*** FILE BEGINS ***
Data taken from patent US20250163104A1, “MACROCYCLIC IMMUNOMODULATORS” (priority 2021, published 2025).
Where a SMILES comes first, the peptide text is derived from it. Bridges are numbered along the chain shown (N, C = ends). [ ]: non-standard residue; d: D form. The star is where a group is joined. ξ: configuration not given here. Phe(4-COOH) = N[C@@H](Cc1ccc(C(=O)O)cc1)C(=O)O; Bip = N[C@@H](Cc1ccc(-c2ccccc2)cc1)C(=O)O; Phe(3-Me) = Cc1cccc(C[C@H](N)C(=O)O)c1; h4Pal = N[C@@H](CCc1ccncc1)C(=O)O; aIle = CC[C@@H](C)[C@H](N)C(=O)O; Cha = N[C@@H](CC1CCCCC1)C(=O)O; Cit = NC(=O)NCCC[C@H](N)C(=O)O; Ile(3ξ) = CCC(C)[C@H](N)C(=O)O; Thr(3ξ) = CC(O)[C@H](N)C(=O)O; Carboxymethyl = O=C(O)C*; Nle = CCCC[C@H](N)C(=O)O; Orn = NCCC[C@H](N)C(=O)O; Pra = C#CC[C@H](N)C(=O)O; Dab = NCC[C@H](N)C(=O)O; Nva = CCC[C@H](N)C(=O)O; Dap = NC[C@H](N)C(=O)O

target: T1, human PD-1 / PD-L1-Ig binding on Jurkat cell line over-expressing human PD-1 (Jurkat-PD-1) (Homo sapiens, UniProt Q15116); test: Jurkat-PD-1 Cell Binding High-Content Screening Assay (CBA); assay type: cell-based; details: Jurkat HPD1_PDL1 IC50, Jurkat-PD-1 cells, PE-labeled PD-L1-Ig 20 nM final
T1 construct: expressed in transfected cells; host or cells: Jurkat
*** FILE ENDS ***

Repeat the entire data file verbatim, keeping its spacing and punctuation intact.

Data taken from patent US20250163104A1, “MACROCYCLIC IMMUNOMODULATORS” (priority 2021, published 2025).
Where a SMILES comes first, the peptide text is derived from it. Bridges are numbered along the chain shown (N, C = ends). [ ]: non-standard residue; d: D form. The star is where a group is joined. ξ: configuration not given here. Phe(4-COOH) = N[C@@H](Cc1ccc(C(=O)O)cc1)C(=O)O; Bip = N[C@@H](Cc1ccc(-c2ccccc2)cc1)C(=O)O; Phe(3-Me) = Cc1cccc(C[C@H](N)C(=O)O)c1; h4Pal = N[C@@H](CCc1ccncc1)C(=O)O; aIle = CC[C@@H](C)[C@H](N)C(=O)O; Cha = N[C@@H](CC1CCCCC1)C(=O)O; Cit = NC(=O)NCCC[C@H](N)C(=O)O; Ile(3ξ) = CCC(C)[C@H](N)C(=O)O; Thr(3ξ) = CC(O)[C@H](N)C(=O)O; Carboxymethyl = O=C(O)C*; Nle = CCCC[C@H](N)C(=O)O; Orn = NCCC[C@H](N)C(=O)O; Pra = C#CC[C@H](N)C(=O)O; Dab = NCC[C@H](N)C(=O)O; Nva = CCC[C@H](N)C(=O)O; Dap = NC[C@H](N)C(=O)O

target: T1, human PD-1 / PD-L1-Ig binding on Jurkat cell line over-expressing human PD-1 (Jurkat-PD-1) (Homo sapiens, UniProt Q15116); test: Jurkat-PD-1 Cell Binding High-Content Screening Assay (CBA); assay type: cell-based; details: Jurkat HPD1_PDL1 IC50, Jurkat-PD-1 cells, PE-labeled PD-L1-Ig 20 nM final
T1 construct: expressed in transfected cells; host or cells: Jurkat